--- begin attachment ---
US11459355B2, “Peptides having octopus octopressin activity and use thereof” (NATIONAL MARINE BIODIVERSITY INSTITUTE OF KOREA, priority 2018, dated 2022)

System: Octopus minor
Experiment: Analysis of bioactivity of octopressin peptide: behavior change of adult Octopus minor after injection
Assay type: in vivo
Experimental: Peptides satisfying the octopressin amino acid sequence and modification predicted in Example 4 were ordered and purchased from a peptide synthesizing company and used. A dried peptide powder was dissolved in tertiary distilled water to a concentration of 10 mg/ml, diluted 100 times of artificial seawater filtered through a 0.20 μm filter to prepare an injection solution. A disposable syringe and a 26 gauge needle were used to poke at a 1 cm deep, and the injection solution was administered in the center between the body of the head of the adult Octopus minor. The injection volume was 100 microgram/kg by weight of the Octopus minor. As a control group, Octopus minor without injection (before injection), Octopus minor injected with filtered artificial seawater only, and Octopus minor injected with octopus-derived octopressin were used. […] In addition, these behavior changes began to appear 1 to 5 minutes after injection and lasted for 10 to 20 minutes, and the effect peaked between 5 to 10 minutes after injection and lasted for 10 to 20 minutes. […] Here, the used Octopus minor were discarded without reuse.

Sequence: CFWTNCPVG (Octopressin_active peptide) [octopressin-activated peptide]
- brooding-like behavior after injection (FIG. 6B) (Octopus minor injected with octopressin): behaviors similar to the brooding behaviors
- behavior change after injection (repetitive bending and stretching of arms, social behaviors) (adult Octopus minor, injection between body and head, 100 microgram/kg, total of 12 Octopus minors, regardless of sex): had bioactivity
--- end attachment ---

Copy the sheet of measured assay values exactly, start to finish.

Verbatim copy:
US11459355B2, “Peptides having octopus octopressin activity and use thereof” (NATIONAL MARINE BIODIVERSITY INSTITUTE OF KOREA, priority 2018, dated 2022)

System: Octopus minor
Experiment: Analysis of bioactivity of octopressin peptide: behavior change of adult Octopus minor after injection
Assay type: in vivo
Experimental: Peptides satisfying the octopressin amino acid sequence and modification predicted in Example 4 were ordered and purchased from a peptide synthesizing company and used. A dried peptide powder was dissolved in tertiary distilled water to a concentration of 10 mg/ml, diluted 100 times of artificial seawater filtered through a 0.20 μm filter to prepare an injection solution. A disposable syringe and a 26 gauge needle were used to poke at a 1 cm deep, and the injection solution was administered in the center between the body of the head of the adult Octopus minor. The injection volume was 100 microgram/kg by weight of the Octopus minor. As a control group, Octopus minor without injection (before injection), Octopus minor injected with filtered artificial seawater only, and Octopus minor injected with octopus-derived octopressin were used. […] In addition, these behavior changes began to appear 1 to 5 minutes after injection and lasted for 10 to 20 minutes, and the effect peaked between 5 to 10 minutes after injection and lasted for 10 to 20 minutes. […] Here, the used Octopus minor were discarded without reuse.

Sequence: CFWTNCPVG (Octopressin_active peptide) [octopressin-activated peptide]
- brooding-like behavior after injection (FIG. 6B) (Octopus minor injected with octopressin): behaviors similar to the brooding behaviors
- behavior change after injection (repetitive bending and stretching of arms, social behaviors) (adult Octopus minor, injection between body and head, 100 microgram/kg, total of 12 Octopus minors, regardless of sex): had bioactivity